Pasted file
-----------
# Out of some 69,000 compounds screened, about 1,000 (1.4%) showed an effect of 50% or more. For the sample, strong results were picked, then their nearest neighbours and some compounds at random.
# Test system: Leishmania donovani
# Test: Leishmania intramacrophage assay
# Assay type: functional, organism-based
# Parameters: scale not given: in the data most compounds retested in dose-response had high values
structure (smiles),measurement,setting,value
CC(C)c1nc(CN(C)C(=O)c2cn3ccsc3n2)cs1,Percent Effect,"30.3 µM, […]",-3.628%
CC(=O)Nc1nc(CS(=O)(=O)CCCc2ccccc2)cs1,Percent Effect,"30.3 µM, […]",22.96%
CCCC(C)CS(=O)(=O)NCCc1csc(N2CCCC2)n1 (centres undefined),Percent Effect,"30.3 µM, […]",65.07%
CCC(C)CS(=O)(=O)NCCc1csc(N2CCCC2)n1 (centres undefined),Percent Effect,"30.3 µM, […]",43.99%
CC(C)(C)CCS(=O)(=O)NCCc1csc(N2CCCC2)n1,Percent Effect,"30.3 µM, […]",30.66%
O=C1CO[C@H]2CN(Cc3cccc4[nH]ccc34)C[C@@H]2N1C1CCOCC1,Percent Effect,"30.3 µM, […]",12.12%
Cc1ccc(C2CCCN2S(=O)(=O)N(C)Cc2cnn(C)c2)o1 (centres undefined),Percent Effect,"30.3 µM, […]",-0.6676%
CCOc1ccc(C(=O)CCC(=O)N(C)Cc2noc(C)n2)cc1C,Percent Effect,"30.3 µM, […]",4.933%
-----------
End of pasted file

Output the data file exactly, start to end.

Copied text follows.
# Out of some 69,000 compounds screened, about 1,000 (1.4%) showed an effect of 50% or more. For the sample, strong results were picked, then their nearest neighbours and some compounds at random.
# Test system: Leishmania donovani
# Test: Leishmania intramacrophage assay
# Assay type: functional, organism-based
# Parameters: scale not given: in the data most compounds retested in dose-response had high values
structure (smiles),measurement,setting,value
CC(C)c1nc(CN(C)C(=O)c2cn3ccsc3n2)cs1,Percent Effect,"30.3 µM, […]",-3.628%
CC(=O)Nc1nc(CS(=O)(=O)CCCc2ccccc2)cs1,Percent Effect,"30.3 µM, […]",22.96%
CCCC(C)CS(=O)(=O)NCCc1csc(N2CCCC2)n1 (centres undefined),Percent Effect,"30.3 µM, […]",65.07%
CCC(C)CS(=O)(=O)NCCc1csc(N2CCCC2)n1 (centres undefined),Percent Effect,"30.3 µM, […]",43.99%
CC(C)(C)CCS(=O)(=O)NCCc1csc(N2CCCC2)n1,Percent Effect,"30.3 µM, […]",30.66%
O=C1CO[C@H]2CN(Cc3cccc4[nH]ccc34)C[C@@H]2N1C1CCOCC1,Percent Effect,"30.3 µM, […]",12.12%
Cc1ccc(C2CCCN2S(=O)(=O)N(C)Cc2cnn(C)c2)o1 (centres undefined),Percent Effect,"30.3 µM, […]",-0.6676%
CCOc1ccc(C(=O)CCC(=O)N(C)Cc2noc(C)n2)cc1C,Percent Effect,"30.3 µM, […]",4.933%